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B.C. New Democrats election platform co-chairs Bruce Ralston and Carole James outline the fiscal plan that will form the basis of the 2013 BC NDP election platform during a media briefing in Vancouver April 11, 2013. (John Lehmann/The Globe and Mail)
B.C. New Democrats election platform co-chairs Bruce Ralston and Carole James outline the fiscal plan that will form the basis of the 2013 BC NDP election platform during a media briefing in Vancouver April 11, 2013. (John Lehmann/The Globe and Mail)

Undecided voters weigh in on money management Add to ...

With most parties talking about budgets and fiscal plans, and a column on the topic by guest columnist Mario Canseco, this week was a good time to ask our panel of undecided voters about finances. Here’s the question we asked: In terms of voting decisions, how do you know who or what to believe when it comes to budgeting? Edited excerpts of the discussion follow:

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Neither of the two main contenders are believable and the others don’t even bother pretending, it seems. If push comes to shove, I have slightly more faith in a Liberal budget than an NDP one, but trust is hard to summon up for anybody who has a primary goal of getting elected and will use any manipulation of numbers to achieve that goal. – Scott Guthrie, Victoria

I don’t know who and what to believe. Economic forecast is a tricky business, but when it comes to numbers I like to see the government laying it out without sugar coating. Advertisement by the government just makes the public even more skeptical. – Stephen Fung, Vancouver

The NDP’s reputation for being poor money managers is perhaps the biggest reason I am reluctant to vote for them. Is it only a reputation? Good question. But many who were around when the NDP were last in power in the 1990s tell me that the party was quick to spend money it didn’t have. …Whether or not the NDP would actually mishandle B.C.’s finances, I think the fact that the perception exists is important. – Sasha Gronsdahl, Victoria

Politics is the only professional occupation where you get to control millions of dollars, and affect many lives, with no training. Would you let a first-year resident perform open heart surgery? No! But we do not demand any qualifications for finance ministers to handle our taxes. – Chris Dawson, Nelson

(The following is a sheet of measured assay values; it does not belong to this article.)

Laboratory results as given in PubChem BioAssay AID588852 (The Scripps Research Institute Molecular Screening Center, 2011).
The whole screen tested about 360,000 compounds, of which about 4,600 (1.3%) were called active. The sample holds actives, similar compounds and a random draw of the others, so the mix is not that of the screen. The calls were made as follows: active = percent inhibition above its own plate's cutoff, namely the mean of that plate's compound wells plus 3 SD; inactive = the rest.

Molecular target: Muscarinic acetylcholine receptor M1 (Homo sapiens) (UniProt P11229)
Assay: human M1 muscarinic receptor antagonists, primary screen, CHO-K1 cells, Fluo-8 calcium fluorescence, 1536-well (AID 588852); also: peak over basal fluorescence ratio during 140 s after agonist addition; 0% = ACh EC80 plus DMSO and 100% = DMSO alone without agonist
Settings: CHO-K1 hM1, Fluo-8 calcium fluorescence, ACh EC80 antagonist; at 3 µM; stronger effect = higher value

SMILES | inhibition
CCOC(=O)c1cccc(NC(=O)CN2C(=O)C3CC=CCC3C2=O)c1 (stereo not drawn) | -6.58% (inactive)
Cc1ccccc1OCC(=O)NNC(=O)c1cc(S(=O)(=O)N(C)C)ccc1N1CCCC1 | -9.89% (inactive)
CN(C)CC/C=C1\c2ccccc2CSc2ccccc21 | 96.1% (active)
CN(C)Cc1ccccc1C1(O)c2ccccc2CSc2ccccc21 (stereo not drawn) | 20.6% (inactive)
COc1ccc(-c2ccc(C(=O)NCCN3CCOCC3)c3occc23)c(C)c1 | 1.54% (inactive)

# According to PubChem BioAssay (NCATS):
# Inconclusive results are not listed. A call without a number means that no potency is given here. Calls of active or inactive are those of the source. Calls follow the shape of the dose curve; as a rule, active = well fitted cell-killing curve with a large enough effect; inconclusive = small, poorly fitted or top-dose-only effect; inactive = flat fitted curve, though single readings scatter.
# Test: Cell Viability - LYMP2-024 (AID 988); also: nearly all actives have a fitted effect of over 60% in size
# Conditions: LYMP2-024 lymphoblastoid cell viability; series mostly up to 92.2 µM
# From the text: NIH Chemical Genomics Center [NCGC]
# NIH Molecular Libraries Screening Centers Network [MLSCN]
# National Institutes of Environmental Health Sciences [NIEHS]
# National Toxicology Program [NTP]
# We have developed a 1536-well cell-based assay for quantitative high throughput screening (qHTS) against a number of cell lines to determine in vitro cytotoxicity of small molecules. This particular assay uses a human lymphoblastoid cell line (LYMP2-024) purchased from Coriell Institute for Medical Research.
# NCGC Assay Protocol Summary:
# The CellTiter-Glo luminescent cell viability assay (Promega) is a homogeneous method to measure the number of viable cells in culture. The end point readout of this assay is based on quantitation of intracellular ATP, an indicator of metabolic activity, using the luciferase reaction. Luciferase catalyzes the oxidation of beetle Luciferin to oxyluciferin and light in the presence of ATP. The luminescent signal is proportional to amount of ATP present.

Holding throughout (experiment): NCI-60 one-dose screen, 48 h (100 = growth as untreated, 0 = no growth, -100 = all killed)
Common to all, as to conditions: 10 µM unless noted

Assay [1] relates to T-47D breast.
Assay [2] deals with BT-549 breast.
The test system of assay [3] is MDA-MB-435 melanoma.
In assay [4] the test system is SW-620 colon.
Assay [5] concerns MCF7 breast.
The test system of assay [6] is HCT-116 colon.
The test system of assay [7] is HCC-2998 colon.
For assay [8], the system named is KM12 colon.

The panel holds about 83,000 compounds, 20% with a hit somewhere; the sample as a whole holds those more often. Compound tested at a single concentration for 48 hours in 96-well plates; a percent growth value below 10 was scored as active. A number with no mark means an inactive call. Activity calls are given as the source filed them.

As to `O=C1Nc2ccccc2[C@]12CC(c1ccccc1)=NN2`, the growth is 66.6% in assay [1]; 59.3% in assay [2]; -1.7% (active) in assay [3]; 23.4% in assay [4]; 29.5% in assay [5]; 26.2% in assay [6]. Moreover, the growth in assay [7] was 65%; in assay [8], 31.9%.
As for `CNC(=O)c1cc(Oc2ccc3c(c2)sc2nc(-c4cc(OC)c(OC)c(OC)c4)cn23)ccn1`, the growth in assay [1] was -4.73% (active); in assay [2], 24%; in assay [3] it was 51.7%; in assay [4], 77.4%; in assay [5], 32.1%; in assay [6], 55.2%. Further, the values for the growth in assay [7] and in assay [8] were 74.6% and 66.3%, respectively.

I am happy that the Liberals had the books checked over independently this year, but the fact that the scope of the report was only expenditures, and not revenue, is fishy at best. – Don Rinald, Nanaimo

So far I cannot believe any of the parties. Perhaps a contest province-wide to find 12 of the best financially run households with accurate budgets, then have them produce a budget for the province. – Larry Law, Powell River

I disagree that government budgets should be run like individual households. It’s a false analogy – governments and households are very different. I am thus skeptical of “balanced budgets” at the government level, because governments do not need balanced budgets from year to year. Governments need to spend when the economy needs help (and maybe go into debt) and when the economy is doing well, they can reap the rewards and (hopefully) save up for the next crisis. – Lisa Fisher, Vancouver

I guess I plan to vote more on the overarching ideals behind the budgeting, rather than the budgeting itself. – Jill Bryant, Victoria

What people say they will spend on and what they end up spending that money on – very different. Also, the reasons the government gives for cuts in spending and why they are actually taking these actions I think are very different. – Alyssa Koehn, Vancouver

My problem is how government does economic forecasting. … I tend not to believe B.C. Finance Department revenue forecasting because of their technical deficiency. We definitely need an officer or a group that will scrutinize the budget and economic models of each political party. – Kevin Fung, Vancouver

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